Journal Article

Oral Rehydration Therapy Plus Loperamide Versus Loperamide Alone in the Treatment of Traveler's Diarrhea

Juan Pablo Caeiro, Herbert L. DuPont, Helmut Albrecht and Charles D. Ericsson

in Clinical Infectious Diseases

Published on behalf of Infectious Diseases Society of America

Volume 28, issue 6, pages 1286-1289
Published in print June 1999 | ISSN: 1058-4838
Published online June 1999 | e-ISSN: 1537-6591 | DOI: http://dx.doi.org/10.1086/514786
Oral Rehydration Therapy Plus Loperamide Versus Loperamide Alone in the Treatment of Traveler's Diarrhea

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Eighty United States students in Mexico received either loperamide (an initial dose of 4 mg, followed by 2 mg after passage of each unformed stool, up to 8 mg/d; 40 patients) or loperamide (at the same dosage schedule) plus an oral rehydration therapy (ORT) preparation (500 mL initially, followed by 250 mL after each subsequently passed unformed stool, up to 1,000 mL per 24 hours; 40 patients). The ORT preparation was a modification of the World Health Organization-recommended solution, adjusted to a sodium concentration of 60 mEq/L. All treatments were given for 48 hours. The study demonstrated equivalent clinical responses with regard to diminishment of diarrhea or subjective findings such as abdominal pain/cramps, headache, dry mouth, dizziness, or thirst. Stool number (by form) and specific gravity of urine postenrollment were similar in the groups. Administration of loperamide plus ORT for the management of traveler's diarrhea, in cases in which subjects were encouraged to drink ad libitum, offered no benefit over administration of loperamide alone.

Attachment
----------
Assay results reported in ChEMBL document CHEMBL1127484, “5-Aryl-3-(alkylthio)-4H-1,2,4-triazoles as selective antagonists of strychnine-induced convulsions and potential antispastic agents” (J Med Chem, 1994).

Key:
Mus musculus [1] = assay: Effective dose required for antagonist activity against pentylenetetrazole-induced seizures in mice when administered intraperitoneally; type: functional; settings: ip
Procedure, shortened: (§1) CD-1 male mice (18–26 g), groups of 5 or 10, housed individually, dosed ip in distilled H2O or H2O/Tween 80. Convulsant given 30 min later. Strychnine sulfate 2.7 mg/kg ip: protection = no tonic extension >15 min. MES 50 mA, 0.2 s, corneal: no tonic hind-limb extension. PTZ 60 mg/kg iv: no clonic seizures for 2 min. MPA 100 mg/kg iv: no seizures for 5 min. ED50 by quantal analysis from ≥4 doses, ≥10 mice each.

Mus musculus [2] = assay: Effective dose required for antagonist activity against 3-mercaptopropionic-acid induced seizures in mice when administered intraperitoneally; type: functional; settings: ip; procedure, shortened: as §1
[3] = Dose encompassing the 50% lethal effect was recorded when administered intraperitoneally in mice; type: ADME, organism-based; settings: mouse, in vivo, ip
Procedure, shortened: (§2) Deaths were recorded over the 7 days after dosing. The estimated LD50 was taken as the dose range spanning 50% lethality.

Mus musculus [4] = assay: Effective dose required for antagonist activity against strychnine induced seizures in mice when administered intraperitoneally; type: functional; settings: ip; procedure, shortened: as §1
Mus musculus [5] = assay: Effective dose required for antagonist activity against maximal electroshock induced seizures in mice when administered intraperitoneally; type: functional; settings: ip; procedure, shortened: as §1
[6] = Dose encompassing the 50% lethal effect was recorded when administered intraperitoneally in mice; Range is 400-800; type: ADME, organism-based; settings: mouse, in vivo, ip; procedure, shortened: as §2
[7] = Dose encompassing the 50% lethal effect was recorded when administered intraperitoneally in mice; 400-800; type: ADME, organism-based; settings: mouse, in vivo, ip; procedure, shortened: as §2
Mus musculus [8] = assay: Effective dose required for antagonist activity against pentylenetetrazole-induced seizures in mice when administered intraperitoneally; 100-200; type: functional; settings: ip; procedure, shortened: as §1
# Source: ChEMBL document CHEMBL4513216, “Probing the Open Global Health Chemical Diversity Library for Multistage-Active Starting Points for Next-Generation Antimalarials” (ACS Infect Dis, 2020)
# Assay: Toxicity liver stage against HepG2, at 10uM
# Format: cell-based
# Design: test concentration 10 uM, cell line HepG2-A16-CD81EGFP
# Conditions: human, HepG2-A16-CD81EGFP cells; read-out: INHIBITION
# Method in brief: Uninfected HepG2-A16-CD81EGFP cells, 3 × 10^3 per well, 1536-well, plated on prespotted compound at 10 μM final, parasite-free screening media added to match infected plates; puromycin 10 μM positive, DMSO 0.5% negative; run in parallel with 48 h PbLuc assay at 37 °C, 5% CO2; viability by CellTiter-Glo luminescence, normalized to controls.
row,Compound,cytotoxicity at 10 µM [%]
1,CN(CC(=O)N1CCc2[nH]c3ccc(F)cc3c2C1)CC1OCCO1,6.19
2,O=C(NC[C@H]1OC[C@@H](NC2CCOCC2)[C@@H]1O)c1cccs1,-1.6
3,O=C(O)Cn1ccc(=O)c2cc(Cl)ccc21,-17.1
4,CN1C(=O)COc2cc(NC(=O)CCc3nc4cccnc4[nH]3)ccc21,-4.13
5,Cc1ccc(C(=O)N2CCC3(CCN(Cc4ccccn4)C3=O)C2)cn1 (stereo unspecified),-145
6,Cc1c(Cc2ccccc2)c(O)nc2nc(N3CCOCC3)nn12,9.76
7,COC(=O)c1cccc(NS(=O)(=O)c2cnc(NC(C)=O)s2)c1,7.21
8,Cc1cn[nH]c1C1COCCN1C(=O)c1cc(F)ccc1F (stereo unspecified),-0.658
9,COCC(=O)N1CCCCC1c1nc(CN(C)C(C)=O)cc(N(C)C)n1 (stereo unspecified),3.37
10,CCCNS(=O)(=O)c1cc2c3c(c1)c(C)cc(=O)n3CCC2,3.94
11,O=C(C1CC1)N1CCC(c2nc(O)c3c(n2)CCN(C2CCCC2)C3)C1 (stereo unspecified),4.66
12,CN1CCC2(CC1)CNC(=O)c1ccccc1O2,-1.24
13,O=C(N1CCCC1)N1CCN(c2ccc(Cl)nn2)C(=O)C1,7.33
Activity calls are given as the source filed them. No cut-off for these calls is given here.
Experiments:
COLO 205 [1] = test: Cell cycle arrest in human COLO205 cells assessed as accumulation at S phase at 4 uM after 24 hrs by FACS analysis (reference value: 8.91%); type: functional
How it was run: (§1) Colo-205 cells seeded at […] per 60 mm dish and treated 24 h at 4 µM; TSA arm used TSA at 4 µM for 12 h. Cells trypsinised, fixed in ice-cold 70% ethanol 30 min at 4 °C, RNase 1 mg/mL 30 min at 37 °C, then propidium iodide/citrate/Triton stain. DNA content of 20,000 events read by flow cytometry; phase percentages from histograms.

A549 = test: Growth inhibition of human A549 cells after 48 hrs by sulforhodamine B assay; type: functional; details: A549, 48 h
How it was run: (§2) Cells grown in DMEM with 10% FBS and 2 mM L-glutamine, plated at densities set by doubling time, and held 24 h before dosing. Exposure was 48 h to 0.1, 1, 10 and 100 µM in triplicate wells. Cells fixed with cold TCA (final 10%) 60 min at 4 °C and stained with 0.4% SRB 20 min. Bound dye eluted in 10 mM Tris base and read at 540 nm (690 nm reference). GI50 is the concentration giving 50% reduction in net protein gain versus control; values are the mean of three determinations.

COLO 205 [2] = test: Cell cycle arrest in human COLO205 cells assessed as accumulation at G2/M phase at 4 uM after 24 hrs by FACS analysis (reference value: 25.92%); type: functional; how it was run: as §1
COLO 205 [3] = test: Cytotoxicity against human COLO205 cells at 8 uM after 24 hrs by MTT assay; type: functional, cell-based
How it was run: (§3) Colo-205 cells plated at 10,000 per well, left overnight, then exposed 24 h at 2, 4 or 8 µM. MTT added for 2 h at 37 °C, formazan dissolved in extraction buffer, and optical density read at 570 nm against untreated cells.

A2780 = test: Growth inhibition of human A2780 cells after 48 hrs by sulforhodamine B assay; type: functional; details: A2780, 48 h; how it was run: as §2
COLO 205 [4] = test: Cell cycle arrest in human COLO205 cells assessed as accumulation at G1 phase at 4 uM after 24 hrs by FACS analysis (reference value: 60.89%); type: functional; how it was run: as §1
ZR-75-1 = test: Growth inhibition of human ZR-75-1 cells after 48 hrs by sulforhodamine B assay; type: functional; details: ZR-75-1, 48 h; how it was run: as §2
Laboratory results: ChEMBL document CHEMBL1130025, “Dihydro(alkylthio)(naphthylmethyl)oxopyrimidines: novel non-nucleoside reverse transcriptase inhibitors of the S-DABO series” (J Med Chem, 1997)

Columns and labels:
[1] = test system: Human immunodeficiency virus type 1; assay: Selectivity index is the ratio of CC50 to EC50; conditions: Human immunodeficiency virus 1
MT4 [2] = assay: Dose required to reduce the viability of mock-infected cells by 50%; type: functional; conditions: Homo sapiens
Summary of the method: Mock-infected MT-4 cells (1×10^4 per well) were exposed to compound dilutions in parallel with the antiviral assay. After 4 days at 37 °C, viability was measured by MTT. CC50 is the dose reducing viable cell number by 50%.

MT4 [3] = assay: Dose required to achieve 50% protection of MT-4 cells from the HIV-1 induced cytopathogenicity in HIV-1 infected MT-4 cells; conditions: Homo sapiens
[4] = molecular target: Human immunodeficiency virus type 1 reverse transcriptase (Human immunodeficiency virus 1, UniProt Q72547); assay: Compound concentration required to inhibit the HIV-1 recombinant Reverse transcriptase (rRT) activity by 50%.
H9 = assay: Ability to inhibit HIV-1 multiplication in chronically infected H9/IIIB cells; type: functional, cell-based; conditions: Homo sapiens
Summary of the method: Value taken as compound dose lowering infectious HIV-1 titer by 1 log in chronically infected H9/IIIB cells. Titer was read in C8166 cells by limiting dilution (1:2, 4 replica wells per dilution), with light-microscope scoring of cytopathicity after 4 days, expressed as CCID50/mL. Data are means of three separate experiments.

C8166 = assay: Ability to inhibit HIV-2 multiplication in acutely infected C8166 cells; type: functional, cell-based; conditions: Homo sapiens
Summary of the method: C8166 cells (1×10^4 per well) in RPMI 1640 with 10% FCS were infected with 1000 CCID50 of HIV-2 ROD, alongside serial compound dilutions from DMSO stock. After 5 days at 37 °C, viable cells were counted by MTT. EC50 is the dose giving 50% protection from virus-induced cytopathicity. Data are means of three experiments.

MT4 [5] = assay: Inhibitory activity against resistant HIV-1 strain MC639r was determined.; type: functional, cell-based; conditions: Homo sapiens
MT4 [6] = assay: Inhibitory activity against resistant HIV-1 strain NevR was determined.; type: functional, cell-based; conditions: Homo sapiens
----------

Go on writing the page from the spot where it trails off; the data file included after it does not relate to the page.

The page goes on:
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Subjects: Infectious Diseases ; Immunology ; Public Health and Epidemiology ; Microbiology

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